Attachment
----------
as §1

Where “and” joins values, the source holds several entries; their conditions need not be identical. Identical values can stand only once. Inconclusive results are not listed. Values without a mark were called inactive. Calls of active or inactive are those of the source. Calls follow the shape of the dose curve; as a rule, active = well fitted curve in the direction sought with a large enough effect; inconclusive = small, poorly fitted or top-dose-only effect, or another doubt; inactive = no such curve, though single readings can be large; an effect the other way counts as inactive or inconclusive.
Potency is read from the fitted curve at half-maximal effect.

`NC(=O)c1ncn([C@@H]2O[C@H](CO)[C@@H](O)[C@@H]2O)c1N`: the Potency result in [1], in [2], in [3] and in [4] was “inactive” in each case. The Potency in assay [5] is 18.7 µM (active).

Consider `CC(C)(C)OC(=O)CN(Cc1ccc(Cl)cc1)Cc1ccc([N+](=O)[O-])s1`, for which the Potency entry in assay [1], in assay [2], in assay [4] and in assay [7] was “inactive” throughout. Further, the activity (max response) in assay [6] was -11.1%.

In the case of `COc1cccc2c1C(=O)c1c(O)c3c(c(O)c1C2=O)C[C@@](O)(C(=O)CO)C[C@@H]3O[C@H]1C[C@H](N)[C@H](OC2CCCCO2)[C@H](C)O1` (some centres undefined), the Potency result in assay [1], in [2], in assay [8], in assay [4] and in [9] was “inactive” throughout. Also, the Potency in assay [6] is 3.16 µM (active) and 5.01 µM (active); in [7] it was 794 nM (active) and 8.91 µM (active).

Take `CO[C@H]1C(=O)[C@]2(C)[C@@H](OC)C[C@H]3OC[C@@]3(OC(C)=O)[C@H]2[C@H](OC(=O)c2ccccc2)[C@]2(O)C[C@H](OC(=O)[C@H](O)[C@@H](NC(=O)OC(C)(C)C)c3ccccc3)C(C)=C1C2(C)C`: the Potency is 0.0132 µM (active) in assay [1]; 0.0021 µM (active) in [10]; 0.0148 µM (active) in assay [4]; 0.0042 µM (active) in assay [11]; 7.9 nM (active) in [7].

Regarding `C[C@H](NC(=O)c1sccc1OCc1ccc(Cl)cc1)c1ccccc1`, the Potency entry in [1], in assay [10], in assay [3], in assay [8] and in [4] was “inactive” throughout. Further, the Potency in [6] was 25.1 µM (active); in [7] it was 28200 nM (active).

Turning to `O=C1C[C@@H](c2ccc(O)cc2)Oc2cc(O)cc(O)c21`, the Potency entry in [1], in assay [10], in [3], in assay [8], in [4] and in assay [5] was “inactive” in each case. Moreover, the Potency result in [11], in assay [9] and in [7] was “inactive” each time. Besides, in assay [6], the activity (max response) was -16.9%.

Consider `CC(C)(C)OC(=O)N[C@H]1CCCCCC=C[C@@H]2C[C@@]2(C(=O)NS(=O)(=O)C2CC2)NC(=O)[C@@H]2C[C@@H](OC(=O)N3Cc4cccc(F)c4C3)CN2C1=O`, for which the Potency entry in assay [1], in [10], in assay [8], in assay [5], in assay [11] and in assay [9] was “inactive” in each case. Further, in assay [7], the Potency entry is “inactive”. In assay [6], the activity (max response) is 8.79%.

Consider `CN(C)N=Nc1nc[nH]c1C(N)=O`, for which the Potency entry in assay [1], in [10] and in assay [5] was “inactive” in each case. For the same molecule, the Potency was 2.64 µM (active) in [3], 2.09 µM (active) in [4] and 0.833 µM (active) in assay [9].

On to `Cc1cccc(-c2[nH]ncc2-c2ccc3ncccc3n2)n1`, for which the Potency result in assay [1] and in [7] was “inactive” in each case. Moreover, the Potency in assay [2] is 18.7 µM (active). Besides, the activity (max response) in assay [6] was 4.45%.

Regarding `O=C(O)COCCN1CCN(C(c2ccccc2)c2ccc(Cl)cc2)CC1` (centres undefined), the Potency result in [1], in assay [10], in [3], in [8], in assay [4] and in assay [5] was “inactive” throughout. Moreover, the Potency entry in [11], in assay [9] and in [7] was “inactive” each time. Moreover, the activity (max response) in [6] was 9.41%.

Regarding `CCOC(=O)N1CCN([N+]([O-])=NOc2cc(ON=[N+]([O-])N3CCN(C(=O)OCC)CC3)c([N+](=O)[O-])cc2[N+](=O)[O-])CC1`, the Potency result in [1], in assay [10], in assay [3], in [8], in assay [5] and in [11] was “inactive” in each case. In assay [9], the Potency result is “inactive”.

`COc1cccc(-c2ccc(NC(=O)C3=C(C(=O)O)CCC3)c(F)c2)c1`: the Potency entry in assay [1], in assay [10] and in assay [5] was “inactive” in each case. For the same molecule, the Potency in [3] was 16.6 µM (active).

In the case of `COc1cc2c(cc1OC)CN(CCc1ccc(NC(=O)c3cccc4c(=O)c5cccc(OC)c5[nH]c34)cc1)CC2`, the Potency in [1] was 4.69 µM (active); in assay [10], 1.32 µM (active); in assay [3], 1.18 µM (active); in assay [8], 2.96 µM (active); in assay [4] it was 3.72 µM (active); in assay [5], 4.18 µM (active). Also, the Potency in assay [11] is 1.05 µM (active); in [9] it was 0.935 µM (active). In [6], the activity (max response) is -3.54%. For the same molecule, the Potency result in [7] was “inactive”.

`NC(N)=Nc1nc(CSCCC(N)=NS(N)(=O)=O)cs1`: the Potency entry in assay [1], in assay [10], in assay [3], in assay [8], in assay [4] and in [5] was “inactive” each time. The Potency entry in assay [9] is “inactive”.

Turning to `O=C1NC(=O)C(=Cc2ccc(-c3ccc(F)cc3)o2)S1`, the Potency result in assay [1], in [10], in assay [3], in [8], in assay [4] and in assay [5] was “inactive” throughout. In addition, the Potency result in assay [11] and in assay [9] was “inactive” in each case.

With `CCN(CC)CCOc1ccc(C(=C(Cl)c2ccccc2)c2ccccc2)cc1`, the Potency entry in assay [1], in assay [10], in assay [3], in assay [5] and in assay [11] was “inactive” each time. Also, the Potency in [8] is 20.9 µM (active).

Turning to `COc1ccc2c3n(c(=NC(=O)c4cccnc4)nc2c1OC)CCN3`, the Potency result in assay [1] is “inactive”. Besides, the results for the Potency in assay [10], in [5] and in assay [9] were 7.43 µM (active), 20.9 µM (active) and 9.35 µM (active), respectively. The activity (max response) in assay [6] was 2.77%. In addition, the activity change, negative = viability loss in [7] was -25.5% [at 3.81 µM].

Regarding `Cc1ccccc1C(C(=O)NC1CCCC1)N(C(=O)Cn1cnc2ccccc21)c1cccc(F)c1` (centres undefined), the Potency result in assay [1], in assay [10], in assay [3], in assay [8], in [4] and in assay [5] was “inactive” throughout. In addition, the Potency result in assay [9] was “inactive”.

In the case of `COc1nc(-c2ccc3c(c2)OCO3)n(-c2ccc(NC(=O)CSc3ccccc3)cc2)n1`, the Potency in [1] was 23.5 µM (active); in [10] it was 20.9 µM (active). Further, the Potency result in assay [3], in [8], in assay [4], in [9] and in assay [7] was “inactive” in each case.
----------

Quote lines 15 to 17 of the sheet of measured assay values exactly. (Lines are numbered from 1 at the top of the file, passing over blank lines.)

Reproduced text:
`COc1cccc(-c2ccc(NC(=O)C3=C(C(=O)O)CCC3)c(F)c2)c1`: the Potency entry in assay [1], in assay [10] and in assay [5] was “inactive” in each case. For the same molecule, the Potency in [3] was 16.6 µM (active).

In the case of `COc1cc2c(cc1OC)CN(CCc1ccc(NC(=O)c3cccc4c(=O)c5cccc(OC)c5[nH]c34)cc1)CC2`, the Potency in [1] was 4.69 µM (active); in assay [10], 1.32 µM (active); in assay [3], 1.18 µM (active); in assay [8], 2.96 µM (active); in assay [4] it was 3.72 µM (active); in assay [5], 4.18 µM (active). Also, the Potency in assay [11] is 1.05 µM (active); in [9] it was 0.935 µM (active). In [6], the activity (max response) is -3.54%. For the same molecule, the Potency result in [7] was “inactive”.

`NC(N)=Nc1nc(CSCCC(N)=NS(N)(=O)=O)cs1`: the Potency entry in assay [1], in assay [10], in assay [3], in assay [8], in assay [4] and in [5] was “inactive” each time. The Potency entry in assay [9] is “inactive”.